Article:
jackline system on the staysail

  • September 27, 2023 1:32 AM
    Message # 13259671

    I have 2 identical staysails and both of them have this kind of the hanks and jackline setup:


    I looked through the whole internet and there is no word nor description of what it is, or how it works. I cannot find any practical reason for this without the further modification of the sail and lines. I don't have a storm staysail and I would like to use this system for reefing the sail, but how?

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    Last modified: September 27, 2023 3:48 PM | Anonymous member (Administrator)
  • September 27, 2023 5:56 PM
    Reply # 13260100 on 13259671

    Hello Klet.  Bear with me, this will be a bit wordie and disjointed.  

    The Jackline is for only one purpose.  It allows the Staysail to be lowered instantly WITHOUT changing the clew adjustment. If a person doesn’t mind dealing with the clew every time then the Jackline is not necessary.  

    The issue is this:  the LP (luff perpendicular) of the sail is less than the foot length.  That means that if you were to just release the halyard, the sail would not drop completely down. It would only drop about 1/2 the way down because the foot is still stretched out forcing the luff to tighten and stopping its movement toward the tack.  

    The Jackline allows the luff to move toward the clew,  making its effective distance less than the foot and allowing the luff to come all the way down.   It all works great when properly adjusted and is virtually never a problem.

    About reefing the staysail:  The Jackline has nothing to do with that. If you want to reef the staysail then you must modify it for that. You will need a number of things:  a reef cringle on the luff.  That is, a 2nd tack.  A hook near the original tack to grab ahold of the reef tack. A cringle on the leech. That is, a 2nd clew.  

    About 4 reefing grommets spaced between the new cringles. When reefing you will need to release the halyard a few feet, release the clew, secure the new tack, secure the new clew, tie in the reef points, and rehoist the halyard. Easy Peazy.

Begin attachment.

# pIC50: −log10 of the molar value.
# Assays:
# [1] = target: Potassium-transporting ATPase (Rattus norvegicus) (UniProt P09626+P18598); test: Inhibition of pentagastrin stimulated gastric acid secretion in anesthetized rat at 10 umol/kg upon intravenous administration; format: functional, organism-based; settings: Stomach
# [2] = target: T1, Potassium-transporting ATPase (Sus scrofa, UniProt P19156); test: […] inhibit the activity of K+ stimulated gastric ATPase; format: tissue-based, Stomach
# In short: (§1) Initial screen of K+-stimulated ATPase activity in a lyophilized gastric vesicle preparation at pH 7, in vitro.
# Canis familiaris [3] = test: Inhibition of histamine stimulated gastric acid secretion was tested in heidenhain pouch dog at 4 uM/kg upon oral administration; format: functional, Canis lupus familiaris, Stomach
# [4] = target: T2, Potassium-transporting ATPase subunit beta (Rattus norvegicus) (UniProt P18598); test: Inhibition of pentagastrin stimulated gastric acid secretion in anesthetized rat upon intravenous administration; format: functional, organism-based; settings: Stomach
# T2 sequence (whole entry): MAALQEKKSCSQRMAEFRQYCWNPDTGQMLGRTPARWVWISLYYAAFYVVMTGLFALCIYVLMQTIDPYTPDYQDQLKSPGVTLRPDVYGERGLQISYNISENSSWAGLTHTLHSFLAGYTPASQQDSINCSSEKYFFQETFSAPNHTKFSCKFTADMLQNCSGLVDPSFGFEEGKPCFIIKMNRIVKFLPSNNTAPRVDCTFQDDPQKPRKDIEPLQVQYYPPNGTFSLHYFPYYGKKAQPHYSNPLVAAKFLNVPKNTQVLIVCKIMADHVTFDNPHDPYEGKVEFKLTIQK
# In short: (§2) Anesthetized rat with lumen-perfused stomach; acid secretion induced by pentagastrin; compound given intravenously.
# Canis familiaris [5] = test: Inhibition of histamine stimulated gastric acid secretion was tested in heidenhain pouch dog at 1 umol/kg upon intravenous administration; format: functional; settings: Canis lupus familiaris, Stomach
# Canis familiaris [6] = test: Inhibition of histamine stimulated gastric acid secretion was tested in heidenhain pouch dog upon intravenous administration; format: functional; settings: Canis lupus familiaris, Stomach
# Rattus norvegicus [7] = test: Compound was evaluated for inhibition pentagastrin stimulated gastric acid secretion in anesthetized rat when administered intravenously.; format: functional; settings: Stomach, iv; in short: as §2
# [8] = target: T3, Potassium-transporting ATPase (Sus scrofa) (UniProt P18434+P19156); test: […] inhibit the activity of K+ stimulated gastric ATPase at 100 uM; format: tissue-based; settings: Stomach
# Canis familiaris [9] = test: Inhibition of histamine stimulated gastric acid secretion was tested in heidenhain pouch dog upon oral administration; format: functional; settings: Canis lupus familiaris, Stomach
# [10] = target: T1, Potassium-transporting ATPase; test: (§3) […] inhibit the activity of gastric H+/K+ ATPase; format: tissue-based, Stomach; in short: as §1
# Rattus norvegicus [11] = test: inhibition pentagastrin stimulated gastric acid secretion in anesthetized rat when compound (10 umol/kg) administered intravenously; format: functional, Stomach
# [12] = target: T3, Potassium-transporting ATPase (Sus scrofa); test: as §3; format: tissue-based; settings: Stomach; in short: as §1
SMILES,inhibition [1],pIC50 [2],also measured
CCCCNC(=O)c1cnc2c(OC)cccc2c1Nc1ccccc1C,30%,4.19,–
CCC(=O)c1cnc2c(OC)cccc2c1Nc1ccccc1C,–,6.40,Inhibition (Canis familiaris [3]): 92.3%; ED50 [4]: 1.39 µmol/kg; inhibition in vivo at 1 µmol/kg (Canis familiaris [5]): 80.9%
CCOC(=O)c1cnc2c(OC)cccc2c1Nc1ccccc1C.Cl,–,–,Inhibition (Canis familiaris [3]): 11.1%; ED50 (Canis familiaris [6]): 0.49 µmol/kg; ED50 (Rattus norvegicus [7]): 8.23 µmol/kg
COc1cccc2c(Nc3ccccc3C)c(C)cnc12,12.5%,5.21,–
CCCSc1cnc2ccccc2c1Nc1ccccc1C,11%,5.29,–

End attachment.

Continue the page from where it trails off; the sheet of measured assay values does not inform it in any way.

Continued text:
In my case, I have no Jackline. I must readjust my clew every time I do anything with the staysail. I do have a reef. I have a large snap shackle that is secured to the turnbuckle.  It “floats” on a short pendant that positions it at the right height to attach to the reef cringle on the luff. I untie my clew (the foot out haul) and retie to the new clew after lowering the sail a few feet. Typically, I will rehoist the sail before I tie in the reef lines.

    My suggestion is: Keep the best of your staysails and keep the Jackline. You should not need to carry a spare. If you have any questions I will try again at articulating.    

    Good luck,   Dave

    JB reformatted per DK request.

    Last modified: September 27, 2023 6:09 PM | Anonymous member (Administrator)
  • October 26, 2023 4:32 AM
    Reply # 13271737 on 13259671

    Thanks Dave, I dont have a boom nor a track for the self tacking system, so I couldn't perceive the necessity of the jackline. Now I understand perfectly :)

    I noticed a strong need of a storm staysail for some heavy conditions, when the original staysail is too big to put up and the boat is not balanced carrying only fully reefed mainsail.

    I have 2 options:

    1. Use my spare staysail, cut it along the luff to get a smaller, flatter foil, and change the sails whenever necessary.

    2. Make a furling staysail - which appears to be a lot better solution in terms of easyness of use and less mess on board, but ...

    Will the partly furled staysail have the shape, efficiency and strenght to withstand heavy winds?

    Can it be a soft stay system, without a stiff aluminum stay?

    Regards, Klet
  • October 27, 2023 11:55 AM
    Reply # 13272481 on 13259671

    Hello klet,  yes, without a staysail boom there is certainly no need for a Jackline.   I still use the boom and it’s traveller.  A common furling system would be able to handle a well furled staysail.  I have delivered W-32’s with the furling.  My staysail is 7oz material.  That is heavy and leaves no concerns.  The original staysails, I think, were 5oz.   I use a separate storm jib when appropriate.   I do not recall its weight or size, but it is equal to about a triple reefed staysail.  It is hanked on and flown above the furled staysail on the boom.  It has a pendant on the tack to properly position its height.   It very conveniently sheets to the jib block on deck.   Your 2nd staysail may or may not be able to be used for a storm jib. The sail maker will know.                 I do not have any personal experience with a soft furling system.       Good luck,   Dave

    Last modified: October 27, 2023 12:00 PM | Anonymous member
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